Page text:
This page is organized by past theme and is continually updated. Former fellows are invited—encouraged!—to send news of their publications to firstname.lastname@example.org.
Belief and Unbelief
Jarod Roll (2012-2013) has published Poor Man's Fortune: White Working-Class Conservatism in American Metal Mining, 1850–1950 (University of North Carolina Press, 2020).
In the Aftermath of Catastrophe
Pierre Fuller (2015-16) has a book going into production soon. The working title is Modern Erasures: Revolutionary Memory and Oblivion in the Recent Chinese Past.
Marie Kelleher (2015-2016) has published “The Family Business: Royal Embargo and the Shippers, Captains, and Smugglers of Barcelona’s Marquet Family” in Merchants, Pirates, and Smugglers: Criminalization, Economics, and the Transformation of the Maritime World (1200-1600), ed. Thomas Heebøll-Holm et al. (Frankfurt: Campus Verlag, 2019), pp. 57-74. She also has a forthcoming article, co-authored with Adam Franklin-Lyons: “Framing Mediterranean Famine: Food Crisis in Fourteenth-Century Barcelona,” forthcoming in 2022 in Speculum: A Journal of Medieval Studies. “The final few pages, especially, owes much to the many conversations [in the Davis Center] of how catastrophes are often reframed in their aftermath.”
Risk and Fortune
Caley Horan (2016-2017) has completed the book she worked on during her time as a Davis fellow, and it will be published in May 2021 under the title Insurance Era: Risk, Governance, and the Privatization of Security in Postwar America (University of Chicago Press).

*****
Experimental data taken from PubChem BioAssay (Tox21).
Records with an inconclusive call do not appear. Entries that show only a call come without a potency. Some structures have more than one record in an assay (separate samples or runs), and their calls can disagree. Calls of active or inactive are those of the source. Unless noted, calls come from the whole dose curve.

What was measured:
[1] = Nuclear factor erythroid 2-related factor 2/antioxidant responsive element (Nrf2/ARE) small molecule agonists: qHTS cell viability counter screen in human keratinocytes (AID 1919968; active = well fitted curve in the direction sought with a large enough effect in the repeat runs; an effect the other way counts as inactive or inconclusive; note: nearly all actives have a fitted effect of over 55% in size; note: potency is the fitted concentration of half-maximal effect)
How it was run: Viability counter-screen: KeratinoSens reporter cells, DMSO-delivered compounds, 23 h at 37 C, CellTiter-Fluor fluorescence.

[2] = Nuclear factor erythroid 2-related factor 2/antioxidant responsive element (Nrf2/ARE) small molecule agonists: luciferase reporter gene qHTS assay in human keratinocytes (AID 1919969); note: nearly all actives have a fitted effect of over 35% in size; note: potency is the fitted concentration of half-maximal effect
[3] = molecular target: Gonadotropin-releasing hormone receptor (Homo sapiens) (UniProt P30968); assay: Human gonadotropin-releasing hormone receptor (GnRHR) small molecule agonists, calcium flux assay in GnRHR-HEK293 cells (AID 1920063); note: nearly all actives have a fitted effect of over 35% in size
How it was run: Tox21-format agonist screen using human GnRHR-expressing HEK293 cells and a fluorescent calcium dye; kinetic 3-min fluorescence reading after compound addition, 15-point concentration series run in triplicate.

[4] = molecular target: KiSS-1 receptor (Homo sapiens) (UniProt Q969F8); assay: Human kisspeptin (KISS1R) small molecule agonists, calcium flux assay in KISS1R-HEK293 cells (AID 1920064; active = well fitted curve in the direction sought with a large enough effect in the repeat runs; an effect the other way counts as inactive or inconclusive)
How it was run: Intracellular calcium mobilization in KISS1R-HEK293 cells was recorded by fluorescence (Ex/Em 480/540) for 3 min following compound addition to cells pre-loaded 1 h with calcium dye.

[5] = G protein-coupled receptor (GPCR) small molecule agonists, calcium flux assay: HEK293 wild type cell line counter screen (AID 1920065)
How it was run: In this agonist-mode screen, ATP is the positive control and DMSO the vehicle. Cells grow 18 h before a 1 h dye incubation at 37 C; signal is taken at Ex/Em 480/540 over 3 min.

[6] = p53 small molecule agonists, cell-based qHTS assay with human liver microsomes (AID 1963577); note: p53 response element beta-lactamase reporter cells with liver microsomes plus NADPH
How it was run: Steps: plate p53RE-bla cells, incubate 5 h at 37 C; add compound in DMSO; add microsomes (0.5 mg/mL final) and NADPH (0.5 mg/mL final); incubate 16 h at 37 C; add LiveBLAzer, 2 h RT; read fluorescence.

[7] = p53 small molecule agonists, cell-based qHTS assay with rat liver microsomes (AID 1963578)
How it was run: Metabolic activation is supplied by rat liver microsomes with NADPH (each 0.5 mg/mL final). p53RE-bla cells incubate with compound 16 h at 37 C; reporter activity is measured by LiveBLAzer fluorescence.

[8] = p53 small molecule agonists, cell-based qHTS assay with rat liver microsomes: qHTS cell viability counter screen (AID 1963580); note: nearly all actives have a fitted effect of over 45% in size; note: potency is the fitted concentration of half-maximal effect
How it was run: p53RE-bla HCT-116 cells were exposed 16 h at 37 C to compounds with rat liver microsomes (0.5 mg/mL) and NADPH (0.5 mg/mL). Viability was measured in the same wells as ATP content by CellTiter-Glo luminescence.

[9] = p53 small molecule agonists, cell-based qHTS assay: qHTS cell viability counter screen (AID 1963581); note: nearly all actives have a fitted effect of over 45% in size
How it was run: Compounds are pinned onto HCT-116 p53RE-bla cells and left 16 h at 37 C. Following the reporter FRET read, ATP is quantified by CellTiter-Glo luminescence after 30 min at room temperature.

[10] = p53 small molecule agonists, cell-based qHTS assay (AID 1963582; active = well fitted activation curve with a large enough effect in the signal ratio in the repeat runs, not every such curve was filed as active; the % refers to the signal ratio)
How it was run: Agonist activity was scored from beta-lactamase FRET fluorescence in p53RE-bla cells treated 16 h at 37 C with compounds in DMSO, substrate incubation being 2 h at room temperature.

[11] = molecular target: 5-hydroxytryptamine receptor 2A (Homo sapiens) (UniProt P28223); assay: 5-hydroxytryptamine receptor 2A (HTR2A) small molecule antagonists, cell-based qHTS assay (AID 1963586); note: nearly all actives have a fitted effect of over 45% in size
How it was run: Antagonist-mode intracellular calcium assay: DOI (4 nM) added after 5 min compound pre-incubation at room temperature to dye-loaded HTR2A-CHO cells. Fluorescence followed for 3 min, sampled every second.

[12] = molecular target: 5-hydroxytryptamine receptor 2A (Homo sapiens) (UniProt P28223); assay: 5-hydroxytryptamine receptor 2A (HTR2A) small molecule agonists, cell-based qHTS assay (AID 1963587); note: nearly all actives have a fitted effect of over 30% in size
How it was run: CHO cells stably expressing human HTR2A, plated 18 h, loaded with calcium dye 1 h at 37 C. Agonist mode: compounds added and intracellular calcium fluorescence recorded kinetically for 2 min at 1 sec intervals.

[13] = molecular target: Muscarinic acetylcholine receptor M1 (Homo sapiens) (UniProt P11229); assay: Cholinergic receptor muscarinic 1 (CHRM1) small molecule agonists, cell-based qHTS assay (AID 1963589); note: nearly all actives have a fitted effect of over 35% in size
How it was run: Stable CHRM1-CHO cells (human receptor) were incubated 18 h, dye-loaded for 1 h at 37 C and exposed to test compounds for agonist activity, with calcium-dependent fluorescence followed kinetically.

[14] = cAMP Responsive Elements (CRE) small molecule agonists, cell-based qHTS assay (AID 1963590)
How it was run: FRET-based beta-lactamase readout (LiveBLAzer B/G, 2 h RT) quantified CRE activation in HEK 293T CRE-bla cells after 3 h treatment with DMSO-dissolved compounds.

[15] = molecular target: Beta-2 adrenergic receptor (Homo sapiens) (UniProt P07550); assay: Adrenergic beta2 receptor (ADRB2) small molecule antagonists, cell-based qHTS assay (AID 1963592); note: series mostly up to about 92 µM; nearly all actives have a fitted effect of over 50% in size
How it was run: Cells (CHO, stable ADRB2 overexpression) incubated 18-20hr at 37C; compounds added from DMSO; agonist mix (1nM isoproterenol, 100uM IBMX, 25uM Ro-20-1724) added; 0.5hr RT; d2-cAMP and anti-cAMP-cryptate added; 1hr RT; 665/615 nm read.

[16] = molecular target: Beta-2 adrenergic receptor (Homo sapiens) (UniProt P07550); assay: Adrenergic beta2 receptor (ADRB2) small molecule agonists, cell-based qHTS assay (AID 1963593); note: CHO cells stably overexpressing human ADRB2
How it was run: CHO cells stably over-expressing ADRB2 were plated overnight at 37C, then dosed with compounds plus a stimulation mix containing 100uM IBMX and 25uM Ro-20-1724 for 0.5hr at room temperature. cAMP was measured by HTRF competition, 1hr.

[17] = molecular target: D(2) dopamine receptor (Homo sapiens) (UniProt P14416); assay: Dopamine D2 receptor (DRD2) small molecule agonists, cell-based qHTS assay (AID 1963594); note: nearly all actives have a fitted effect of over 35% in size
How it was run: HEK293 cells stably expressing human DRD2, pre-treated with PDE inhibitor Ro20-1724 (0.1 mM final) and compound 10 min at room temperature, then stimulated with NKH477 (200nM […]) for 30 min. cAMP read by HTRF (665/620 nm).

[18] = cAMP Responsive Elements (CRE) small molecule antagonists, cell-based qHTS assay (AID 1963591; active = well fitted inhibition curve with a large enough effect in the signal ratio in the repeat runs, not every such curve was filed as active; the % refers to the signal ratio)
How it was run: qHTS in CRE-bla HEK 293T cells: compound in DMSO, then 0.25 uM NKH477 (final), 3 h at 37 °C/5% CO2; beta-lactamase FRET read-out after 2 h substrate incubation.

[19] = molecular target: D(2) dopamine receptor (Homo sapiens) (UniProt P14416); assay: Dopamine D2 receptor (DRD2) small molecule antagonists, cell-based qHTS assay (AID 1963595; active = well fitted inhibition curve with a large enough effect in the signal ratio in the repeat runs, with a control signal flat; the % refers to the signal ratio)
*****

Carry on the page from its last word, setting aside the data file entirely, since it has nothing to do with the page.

Bryna Goodman (Spring, 2017-2018) has a book forthcoming from Harvard University Press, based in part on work done at the Center, entitled The Suicide of Miss Xi: Democracy and Disenchantment in the Chinese Republic.
Law and Legalities
Tom Johnson (2018-19) has published “Soothsayers, Legal Culture, and the Politics of Truth in Late-Medieval England,” Cultural and Social History, vol. 17, no. 4 (2020), pp. 431-450, “wherein are thanked all the other fellows and faculty who took part in the workshops.”
Lena Salaymeh (2018-2019) is publishing an article written while at Princeton in The American Journal of Comparative Law, but the pandemic has delayed publication.
Mitra Sharafi (2018-19) has published two articles related to the book project she worked on at the Davis Center. “The Imperial Serologist and Punitive Self-Harm: Bloodstains and Legal Pluralism in British India” appeared in Global Forensic Cultures: Making Fact and Justice in the Modern Era, eds. Ian Burney and Christopher Hamlin (Baltimore: Johns Hopkins University Press, 2019), pp. 60-85. It was awarded the 2020 Law and Society Association Article Prize. The article will also be a chapter in Sharafi’s forthcoming book “Fear of the False: Forensic Science in Colonial India.” A second article, spun off from the project, is “Abortion in South Asia, 1860-1947: A medico-legal history,” Modern Asian Studies 55:2 (2021), 371-428. She spoke with The Swaddle about why anti-abortion law was poorly enforced in colonial India in a video interview.
Zara Anishanslin (2020-21) has been awarded a Mellon/ACLS "Scholars and Society" fellowship, in partnership with the Museum of the American Revolution in Philadelphia, for her project "London Patriots: Transatlantic Politics, Material Culture, and the American Revolution." "Scholars and Society" fellowships support collaborations between faculty and community-based organizations and promote innovation in doctoral training in the humanities and related social sciences.